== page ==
KCM Center of Minimal-Invasive and Endoscopic Neurosurgery of the Spine


Contact us:

M: +48 535 098 999

M: + 44 20 3348 8270

E: info@kcmclinic.pl


Our Minimally Invasive Spine and Neurosurgery Center from the beginning was one of KCM's strongest focus. The reputation it holds sets the benchmark worldwide.

KCM Hospital is now one of a few centers worldwide for cervical spinal endoscopy, with experience of about 3000 endoscopic spinal procedures.

KCM is organizer of international conferences for minimally invasive spine surgery, with life surgery broadcasts from operating room.

The treatment performing using newest small invasive and endoscopic techniques greatly improves the safety and accuracy rate and reduce complications risks and recovery time.

Our specialized spine and orthopaedic physiotherapy is fully set up to support recovery after all spine surgery procedures.


Minimal invasive SPINE SURGERY

  • SED YESS Selective endoscopic discectomy, posterolateral approache, 1 level
  • CESS - Cervical Endoscopic Spinal Surgery, anterolateral approach
  • CESS - Cervical Endoscopic Spinal Surgery, posterolateral approach
  • PLDD percutaneous laser disc decompression, posterior lateral approach, 1 level
  • DIAM Dynamic Spinal Stabilisation MEDTRONIC, posterior approach, 1 level
  • Herniated disc removal - Laminectomy / Hemilaminectomy, posterior approache 1 level
  • Percutaneous cervical nucleoplasty using coblation technique, 1 level
  • Percutaneous lumbar nucleoplasty using coblation technique, 1 level
  • Percutanaeus implantation of flexible DiscGel Prothesis - cervical spine, 1 level
  • IDET (Intradiscal Electrothermal Therapy - intradiscal thermonucleoplasty, 1 level
  • Vertebroplasty


The main benefits of endoscopic minimal invasive surgery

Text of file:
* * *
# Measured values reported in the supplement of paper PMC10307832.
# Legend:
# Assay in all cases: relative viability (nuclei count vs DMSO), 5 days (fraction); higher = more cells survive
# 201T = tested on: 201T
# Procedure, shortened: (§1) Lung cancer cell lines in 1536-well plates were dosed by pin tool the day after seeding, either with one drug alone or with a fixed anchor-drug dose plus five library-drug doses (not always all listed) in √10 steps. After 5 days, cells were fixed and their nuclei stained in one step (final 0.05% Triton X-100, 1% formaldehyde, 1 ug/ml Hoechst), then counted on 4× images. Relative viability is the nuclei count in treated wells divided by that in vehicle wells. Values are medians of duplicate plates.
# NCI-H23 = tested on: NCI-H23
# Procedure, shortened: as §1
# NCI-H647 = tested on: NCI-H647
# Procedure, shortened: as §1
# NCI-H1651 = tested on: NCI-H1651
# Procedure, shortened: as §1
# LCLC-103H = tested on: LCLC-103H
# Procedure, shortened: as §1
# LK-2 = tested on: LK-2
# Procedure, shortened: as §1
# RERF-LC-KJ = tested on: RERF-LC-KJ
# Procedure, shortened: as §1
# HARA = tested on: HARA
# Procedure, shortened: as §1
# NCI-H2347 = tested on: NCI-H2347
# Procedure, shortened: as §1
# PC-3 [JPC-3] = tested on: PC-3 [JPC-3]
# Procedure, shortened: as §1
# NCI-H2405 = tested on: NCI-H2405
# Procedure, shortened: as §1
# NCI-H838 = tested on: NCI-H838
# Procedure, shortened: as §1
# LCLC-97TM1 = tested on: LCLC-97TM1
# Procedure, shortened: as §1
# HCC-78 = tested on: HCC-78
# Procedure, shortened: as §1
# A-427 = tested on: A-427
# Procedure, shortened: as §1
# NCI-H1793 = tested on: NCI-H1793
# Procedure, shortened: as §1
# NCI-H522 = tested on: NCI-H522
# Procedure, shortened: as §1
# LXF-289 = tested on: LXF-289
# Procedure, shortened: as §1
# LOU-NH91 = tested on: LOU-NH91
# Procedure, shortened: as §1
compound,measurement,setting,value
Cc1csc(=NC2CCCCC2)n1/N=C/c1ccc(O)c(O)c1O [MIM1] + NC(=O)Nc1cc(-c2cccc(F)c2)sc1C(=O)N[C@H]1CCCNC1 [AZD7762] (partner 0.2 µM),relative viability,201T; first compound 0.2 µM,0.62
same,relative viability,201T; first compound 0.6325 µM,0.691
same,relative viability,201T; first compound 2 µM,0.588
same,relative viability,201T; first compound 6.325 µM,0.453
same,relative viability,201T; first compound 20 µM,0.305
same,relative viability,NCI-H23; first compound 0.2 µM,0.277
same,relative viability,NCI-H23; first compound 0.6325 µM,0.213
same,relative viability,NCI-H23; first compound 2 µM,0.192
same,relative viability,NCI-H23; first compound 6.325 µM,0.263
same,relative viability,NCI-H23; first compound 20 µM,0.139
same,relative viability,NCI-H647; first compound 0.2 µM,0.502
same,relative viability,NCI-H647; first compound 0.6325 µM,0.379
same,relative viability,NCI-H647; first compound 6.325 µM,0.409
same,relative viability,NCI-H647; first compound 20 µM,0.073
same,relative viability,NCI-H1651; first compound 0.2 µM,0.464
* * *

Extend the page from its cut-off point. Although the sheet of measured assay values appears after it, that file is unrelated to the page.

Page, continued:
• The endoscopic access makes it possible to preserve all stabilizing structures –
    ligaments, muscle and vertebrae
  • Because the operation is so gentle, normally only a light anesthetic is required
  • Patients can get back to their day-to-day activities considerably quicker

What is a herniated disc?

Discs are shock absorbers for the spine. They feel soft and elastic. Externally  they have a solid fibrous ring, called annulus fibrosus, while inside they are made up of a jelly or jelly-like, viscous mass – the nucleus pulposus.
The aging processes or overstraining can cause tears in the fibrous ring. Parts of the nucleus pulposus can then be pressed out through the fibrous ring and compress the spinal cord or a nerve root in the spinal canal. In these cases, doctors talk about a herniated disc or a prolapsed disc.
How does a herniated disc occur?
Turning the body in a jerking motion or heavy lifting can trigger a herniated disc. It can also be the consequence of a poor sitting posture, minimal movement, or an unbalanced diet. Lack of fluid dries out the discs and they then lose their elasticity and height. Other causes may include obesity, pregnancy, or general weaknesses in the connective tissue.
What does a herniated disc mean for me?
If tissue from the nucleus of the disc enters the spinal canal, it doesn’t always lead to symptoms. Only if the surrounding nerves become trapped does it cause serious radiating pain, sensory disturbances or even signs of paralysis.